Tuesday, December 1, 2009

Who says lullabies have to be "official" lullabies?

Today, Alyssa and I sat at the kitchen table and colored Christmas pictures. To help entertain her and set the mood, I started singing some Christmas songs for her. That reminded me of when Tyler was born -- December 23, 2002!

As a first-time mom, I didn't know any "real" lullabies, so I sang him Christmas songs instead! I sang the same four songs every time -- for as long as I needed to. :) I honestly can't remember exactly which four right now, but I think my serenade included Up on the Housetop, Rudolph, Jingle Bells and Frosty the Snowman. Hey! At least I didn't sing Grandma Got Run Over By A Reindeer!

I know. I know. You're all shocked and surprised that I did not research lullabies before Tyler was born. It is true. I was not prepared for that! Now you know -- I am not the perfect mother after all!

Sometimes I felt silly singing Christmas songs, instead of real lullabies, but mostly that was in May, long after the Christmas season was over! Luckily, before I knew it, December had rolled around again! It's like fashion -- if you hold onto it long enough it will come back into style! :) Just kidding!

Anyway, thinking of all of this today reminded me of a great book for moms. It's called I Was a Really Good Mom Before I Had Kids. If you haven't read it, I would strongly encourage it! It takes a hilarious approach at addressing the image of perfection we all have as moms. I could write on this topic for hours! But not today!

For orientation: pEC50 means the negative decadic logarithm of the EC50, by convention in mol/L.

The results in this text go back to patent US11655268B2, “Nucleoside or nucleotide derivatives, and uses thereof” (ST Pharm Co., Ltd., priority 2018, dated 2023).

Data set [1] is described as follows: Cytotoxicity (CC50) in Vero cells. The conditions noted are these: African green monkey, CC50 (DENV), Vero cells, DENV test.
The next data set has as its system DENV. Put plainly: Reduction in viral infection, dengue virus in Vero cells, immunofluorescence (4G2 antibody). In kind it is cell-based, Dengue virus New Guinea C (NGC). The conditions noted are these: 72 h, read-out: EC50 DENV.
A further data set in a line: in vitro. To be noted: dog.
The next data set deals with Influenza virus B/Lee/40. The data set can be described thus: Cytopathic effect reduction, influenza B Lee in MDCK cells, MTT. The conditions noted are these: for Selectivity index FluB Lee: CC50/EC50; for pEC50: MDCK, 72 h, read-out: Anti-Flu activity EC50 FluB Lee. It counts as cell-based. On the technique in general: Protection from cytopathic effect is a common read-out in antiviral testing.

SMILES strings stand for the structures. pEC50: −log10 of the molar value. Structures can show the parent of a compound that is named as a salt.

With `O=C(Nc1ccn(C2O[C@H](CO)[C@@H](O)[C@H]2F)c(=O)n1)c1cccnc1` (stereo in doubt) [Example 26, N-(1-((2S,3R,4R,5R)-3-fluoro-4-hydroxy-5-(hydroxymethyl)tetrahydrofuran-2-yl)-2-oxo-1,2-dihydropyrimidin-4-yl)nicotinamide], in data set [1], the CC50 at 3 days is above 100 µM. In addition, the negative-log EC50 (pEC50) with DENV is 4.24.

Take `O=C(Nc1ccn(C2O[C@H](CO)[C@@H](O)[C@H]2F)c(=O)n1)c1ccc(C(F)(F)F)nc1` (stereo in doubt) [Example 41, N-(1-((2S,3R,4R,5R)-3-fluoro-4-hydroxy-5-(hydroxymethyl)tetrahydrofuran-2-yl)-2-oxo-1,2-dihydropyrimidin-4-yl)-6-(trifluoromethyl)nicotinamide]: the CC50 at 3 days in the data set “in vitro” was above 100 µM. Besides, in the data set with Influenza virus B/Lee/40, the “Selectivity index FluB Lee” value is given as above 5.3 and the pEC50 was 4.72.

So, now you know one of my (many) imperfections! I sang Christmas songs for lullabies to my first child! Tee Hee Hee!

Monday, November 16, 2009

Reading the Signs

It’s fun to be alert to the signs that are all around you – signs from above that you are doing the right thing.

Today as I was checking out with my groceries at Publix, I noticed those prepackaged food donation bags at the end of the counter. I heard a thought in my head to buy one of them, and I listened. The price of it was $7.74.

I did it because it made me feel good. It felt like I was officially kicking off the holiday season – right then and there – by doing something nice for someone else. That’s the spirit, right?

Well, the cool thing about that donation, in addition to all of the warm-fuzzies I was feeling on the inside, was that when the cashier handed my receipt back to me he said, “You saved $7 today!” I looked at my receipt, it was true! I had saved $7.52.

I smiled a great big smile, gave a little giggle and pointed at the bag with the price of just over $7 on it! The cashier instantly connected with what I was saying and laughed with me.

I certainly wasn’t looking for a reward by buying that bag, but right then and there I got one. I felt like spending $7 and saving $7 was a message … an instant reward … a thank you for doing the right thing! It made me smile. (Gotta love Publix and their buy one get one free deals!!!)

I know it may seem small to others, but I find taking joy in these small things really makes me feel happy!

So, on that note, let’s get this holiday season started!

Monday, November 9, 2009

Talking Out of Turn

Normally, I take this time to provide my readers with insight and inspiration, but this week, I could use a little inspiration from you!